Target Behavior: Definition & Example

An error occurred trying to load this video.

Try refreshing the page, or contact customer support.

Coming up next: What Is Child Development? - Definition, Theories & Stages

You're on a roll. Keep up the good work!

Take Quiz Watch Next Lesson
Your next lesson will play in 10 seconds
  • 0:01 What Is a Target Behavior?
  • 1:04 Characteristics
  • 2:57 Additional Examples
  • 3:16 Lesson Summary
Save Save Save

Want to watch this again later?

Log in or sign up to add this lesson to a Custom Course.

Log in or Sign up

Speed Speed Audio mode

Recommended Lessons and Courses for You

Lesson Transcript
Instructor: Yolanda Williams

Yolanda has taught college Psychology and Ethics, and has a doctorate of philosophy in counselor education and supervision.

In this lesson, we will discuss target behaviors. Learn more about target behaviors, how they are used in the field of applied behavioral analysis, and criteria.

What is a Target Behavior?

Leo is a twelve-year-old who has been having difficulty in school. Leo's teacher reported to his mother that Leo is often angry and disruptive in class. Leo calls other children bad names, refuses to sit in his seat for longer than five minutes, and refuses to follow classroom rules when trying to get the teacher's attention. Leo's mother is concerned about his behavior and decides that Leo would benefit from applied behavior analysis, which is a discipline in which systematic interventions are used to create positive and meaningful behavioral changes. One of the first steps in behavioral analysis is to identify the target behaviors. So then, what exactly are target behaviors?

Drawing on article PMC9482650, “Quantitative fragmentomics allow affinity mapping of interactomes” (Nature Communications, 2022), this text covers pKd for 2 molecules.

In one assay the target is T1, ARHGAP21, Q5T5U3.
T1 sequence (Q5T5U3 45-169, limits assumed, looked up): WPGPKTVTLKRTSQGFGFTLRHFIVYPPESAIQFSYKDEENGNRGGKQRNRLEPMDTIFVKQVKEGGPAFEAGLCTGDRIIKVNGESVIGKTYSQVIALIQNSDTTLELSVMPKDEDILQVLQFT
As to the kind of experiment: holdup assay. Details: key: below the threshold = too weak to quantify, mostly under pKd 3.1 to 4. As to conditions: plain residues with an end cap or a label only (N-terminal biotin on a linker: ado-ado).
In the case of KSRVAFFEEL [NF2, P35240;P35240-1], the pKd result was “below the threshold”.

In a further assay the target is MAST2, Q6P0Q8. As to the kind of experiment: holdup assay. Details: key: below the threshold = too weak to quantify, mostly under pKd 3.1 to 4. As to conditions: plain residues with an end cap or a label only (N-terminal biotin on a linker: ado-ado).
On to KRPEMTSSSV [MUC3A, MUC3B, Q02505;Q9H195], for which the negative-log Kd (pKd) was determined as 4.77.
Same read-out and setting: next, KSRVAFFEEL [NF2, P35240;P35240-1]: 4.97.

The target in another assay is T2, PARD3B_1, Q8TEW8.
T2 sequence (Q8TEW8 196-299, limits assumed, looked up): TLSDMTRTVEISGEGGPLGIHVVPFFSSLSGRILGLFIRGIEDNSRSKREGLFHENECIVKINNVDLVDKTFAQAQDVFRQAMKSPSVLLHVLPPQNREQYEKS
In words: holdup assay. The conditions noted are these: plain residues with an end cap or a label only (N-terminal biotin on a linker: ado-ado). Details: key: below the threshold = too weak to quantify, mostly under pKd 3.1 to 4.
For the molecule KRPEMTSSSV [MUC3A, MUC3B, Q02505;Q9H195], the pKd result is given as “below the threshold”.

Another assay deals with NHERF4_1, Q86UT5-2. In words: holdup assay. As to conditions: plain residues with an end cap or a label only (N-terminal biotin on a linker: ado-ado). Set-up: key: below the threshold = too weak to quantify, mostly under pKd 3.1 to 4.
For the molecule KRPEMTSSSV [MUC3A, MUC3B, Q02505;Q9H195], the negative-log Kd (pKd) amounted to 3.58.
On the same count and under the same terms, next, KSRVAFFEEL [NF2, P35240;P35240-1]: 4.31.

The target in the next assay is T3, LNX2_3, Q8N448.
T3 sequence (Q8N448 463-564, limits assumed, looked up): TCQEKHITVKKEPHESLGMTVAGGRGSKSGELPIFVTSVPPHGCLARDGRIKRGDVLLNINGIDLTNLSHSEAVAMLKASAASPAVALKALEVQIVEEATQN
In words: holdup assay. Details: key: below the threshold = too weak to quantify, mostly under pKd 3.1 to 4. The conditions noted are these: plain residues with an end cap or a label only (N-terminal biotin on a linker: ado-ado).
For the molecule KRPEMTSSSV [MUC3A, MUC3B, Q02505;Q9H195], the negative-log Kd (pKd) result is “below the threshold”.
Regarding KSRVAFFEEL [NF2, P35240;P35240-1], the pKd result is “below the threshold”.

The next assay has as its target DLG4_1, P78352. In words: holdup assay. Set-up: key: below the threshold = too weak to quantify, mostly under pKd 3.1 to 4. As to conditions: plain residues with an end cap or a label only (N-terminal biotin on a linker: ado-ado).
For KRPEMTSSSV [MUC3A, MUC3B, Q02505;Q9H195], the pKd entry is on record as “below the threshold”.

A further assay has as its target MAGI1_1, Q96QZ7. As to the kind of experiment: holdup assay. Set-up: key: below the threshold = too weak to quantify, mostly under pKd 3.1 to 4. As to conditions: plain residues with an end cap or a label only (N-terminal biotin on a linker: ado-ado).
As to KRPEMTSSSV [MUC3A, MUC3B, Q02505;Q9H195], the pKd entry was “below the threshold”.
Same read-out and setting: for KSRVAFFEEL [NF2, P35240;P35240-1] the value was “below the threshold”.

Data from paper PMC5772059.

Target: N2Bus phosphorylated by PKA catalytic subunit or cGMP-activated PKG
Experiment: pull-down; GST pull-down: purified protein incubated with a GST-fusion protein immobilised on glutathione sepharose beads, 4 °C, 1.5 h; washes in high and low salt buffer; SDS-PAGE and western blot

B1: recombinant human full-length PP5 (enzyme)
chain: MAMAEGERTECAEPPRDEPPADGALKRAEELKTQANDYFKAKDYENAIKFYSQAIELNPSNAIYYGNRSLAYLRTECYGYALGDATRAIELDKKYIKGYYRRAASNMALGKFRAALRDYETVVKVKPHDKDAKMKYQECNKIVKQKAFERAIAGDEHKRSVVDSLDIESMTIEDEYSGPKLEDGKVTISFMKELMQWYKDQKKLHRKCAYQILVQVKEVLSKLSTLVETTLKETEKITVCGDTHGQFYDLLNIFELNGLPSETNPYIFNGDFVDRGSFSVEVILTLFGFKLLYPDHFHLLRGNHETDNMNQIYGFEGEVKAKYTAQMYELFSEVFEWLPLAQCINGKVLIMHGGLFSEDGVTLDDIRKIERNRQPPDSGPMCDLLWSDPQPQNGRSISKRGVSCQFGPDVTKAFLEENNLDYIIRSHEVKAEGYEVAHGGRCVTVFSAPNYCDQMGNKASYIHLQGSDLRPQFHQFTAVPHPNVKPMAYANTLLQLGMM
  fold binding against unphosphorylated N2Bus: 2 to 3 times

A target behavior is any behavior that has been chosen or 'targeted' for change. A target behavior should be positive. That means that the target behavior should focus on what you would like the child to do as opposed to what you do not want the child to do. For example, instead of saying 'Leo will not get out of his seat,' an appropriate target behavior would be 'Leo will remain in his seat for at least thirty minutes.'

Target behaviors must be defined in such a manner that the behavior can be observed and measured. We can easily observe if Leo is out of his seat. Likewise, thirty minutes is a fixed amount of time that we can easily measure. A well-defined target behavior is clear, concise, and objective. If these three criteria are met, then any individual should be able to read the target behavior and know what they are looking for.

Likewise, any individual should be able to accurately distinguish between what qualifies as the target behavior and what does not. Suppose the target behavior is 'Leo will be less disruptive.' What is meant by 'disruptive' is unclear. Does this mean that Leo is screaming profanities, hitting his peers, walking out of class, etc.? If we change the target behavior to 'Leo will obtain his teacher's permission prior to exiting the classroom,' it makes it clear exactly what the target behavior is. This makes collecting data on the target behavior and monitoring Leo's progress efficient.

To unlock this lesson you must be a Member.
Create your account

Register to view this lesson

Are you a student or a teacher?

Unlock Your Education

See for yourself why 30 million people use

Become a member and start learning now.
Become a Member  Back
What teachers are saying about
Try it risk-free for 30 days

Earning College Credit

Did you know… We have over 200 college courses that prepare you to earn credit by exam that is accepted by over 1,500 colleges and universities. You can test out of the first two years of college and save thousands off your degree. Anyone can earn credit-by-exam regardless of age or education level.

To learn more, visit our Earning Credit Page

Transferring credit to the school of your choice

Not sure what college you want to attend yet? has thousands of articles about every imaginable degree, area of study and career path that can help you find the school that's right for you.

Create an account to start this course today
Try it risk-free for 30 days!
Create an account